• Fatigue, which varies in its severity between individuals and may persist for a few weeks after treatment has finished
  • Breast heaviness, tenderness, itchiness, and swelling

How can short-term side effects be managed?

Got questions or concerns?

Early And Late Effects Of Radiation Therapy

Having radiotherapy treatment for breast cancer
  • Early side effects happen during or shortly after treatment. These side effects tend to be short-term, mild, and treatable. Theyre usually gone within a few weeks after treatment ends. The most common early side effects are fatigue and skin changes. Other early side effects usually are related to the area being treated, such as hair loss and mouth problems when radiation treatment is given to this area.
  • Late side effects can take months or even years to develop. They can occur in any normal tissue in the body that has received radiation. The risk of late side effects depends on the area treated as well as the radiation dose that was used. Careful treatment planning can help avoid serious long-term side effects. Its always best to talk to your radiation oncologist about the risk of long-term side effects.

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What Are Common Side Effects Of Radiation Therapy

Radiation therapy is called a local treatment. This means that it only affects the area of the body that is targeted. For example, radiation therapy to the scalp may cause hair loss. But people who have radiation therapy to other parts of their body do not usually lose the hair on their head.

Common physical side effects of radiation therapy include:

Skin changes. Some people who receive radiation therapy experience dryness, itching, blistering, or peeling. These side effects depend on which part of the body received radiation therapy and other factors. Skin changes from radiation therapy usually go away a few weeks after treatment ends. If skin damage becomes a serious problem, your doctor may change your treatment plan. Lotion may help with skin changes, but be sure to check with your nurse or other health care team about which cream they recommend and when to apply it. It is also best to protect affected skin from the sun. Learn more about skin-related side effects.

Fatigue. Fatigue is a term used to describe feeling tired or exhausted almost all the time. Many patients experience fatigue. Your level of fatigue often depends on your treatment plan. For example, radiation therapy combined with chemotherapy may result in more fatigue. Learn how to cope with fatigue.

What Are The Side Effects Of Radiation For Breast Cancer

From Comments from Jennifer Gerson, MD, radiation oncologist with OHC. Article by Nicole Galan, Medical News Today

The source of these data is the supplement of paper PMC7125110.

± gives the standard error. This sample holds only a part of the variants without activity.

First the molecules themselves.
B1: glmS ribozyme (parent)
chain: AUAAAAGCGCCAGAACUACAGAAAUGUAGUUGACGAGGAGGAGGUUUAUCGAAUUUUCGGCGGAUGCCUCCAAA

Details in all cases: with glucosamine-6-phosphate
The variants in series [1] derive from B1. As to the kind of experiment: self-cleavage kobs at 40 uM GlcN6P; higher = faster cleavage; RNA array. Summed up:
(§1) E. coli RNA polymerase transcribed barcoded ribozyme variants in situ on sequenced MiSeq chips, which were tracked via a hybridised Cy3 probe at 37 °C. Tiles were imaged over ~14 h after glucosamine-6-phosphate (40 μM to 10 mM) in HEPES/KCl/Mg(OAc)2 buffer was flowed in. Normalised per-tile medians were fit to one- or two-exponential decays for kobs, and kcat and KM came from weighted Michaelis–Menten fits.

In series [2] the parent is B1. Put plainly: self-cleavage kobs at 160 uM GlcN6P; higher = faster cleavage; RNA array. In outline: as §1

Image credit: Stephen Kelly, 2018

Common short-term side effects include:

  • Pain: Some people experience mild discomfort or pain around the breast, or stiffness in the shoulder area. Over time, treatments should become less uncomfortable.
  • Skin changes: Skin damage is a common side effect of radiation therapy, and having a good skin care routine is essential during treatment. Changes to the skin can include color changes, peeling or flaking, skin that feels tender, dry, itchy or sore, blisters, and excess moisture and weeping.
  • Swelling: The breast or surrounding tissue may become swollen or inflamed. Swelling should reduce within a few weeks of the end of treatment.
  • Hair loss in the armpit or chest: When a doctor applies radiation to the lymph nodes in the armpit and chest, it can cause hair loss in these areas.
  • A sore throat: Applying radiation to the lymph nodes around the collarbone can cause a sore throat or difficulty swallowing. These symptoms should improve once the treatment is complete.
  • Fatigue: Radiation can cause someone to feel very tired or fatigued. Its important to sleep and rest as much as possible during treatment.

Long-term side effects can include:

Rare side effects of radiation can include:

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Radiation Therapy And The Effects On The Heart

  • Heart Muscle Damage: When undergoing radiation treatments, there is a very small risk of damage to the heart muscle or the major blood vessels around the heart. This is a potential problem if you have had cancer in your left breast since the heart is on the left side of the chest. Ideally, the heart is either not within the radiation area or only a small amount of the heart will receive any radiation, which helps to lower the risk of significant damage.
  • Breathlessness/Dizziness: If your heart has been damaged by radiotherapy you may find that you get tired very easily or get breathless on exertion, like climbing stairs. You may also notice that you sometimes feel dizzy or get chest pains.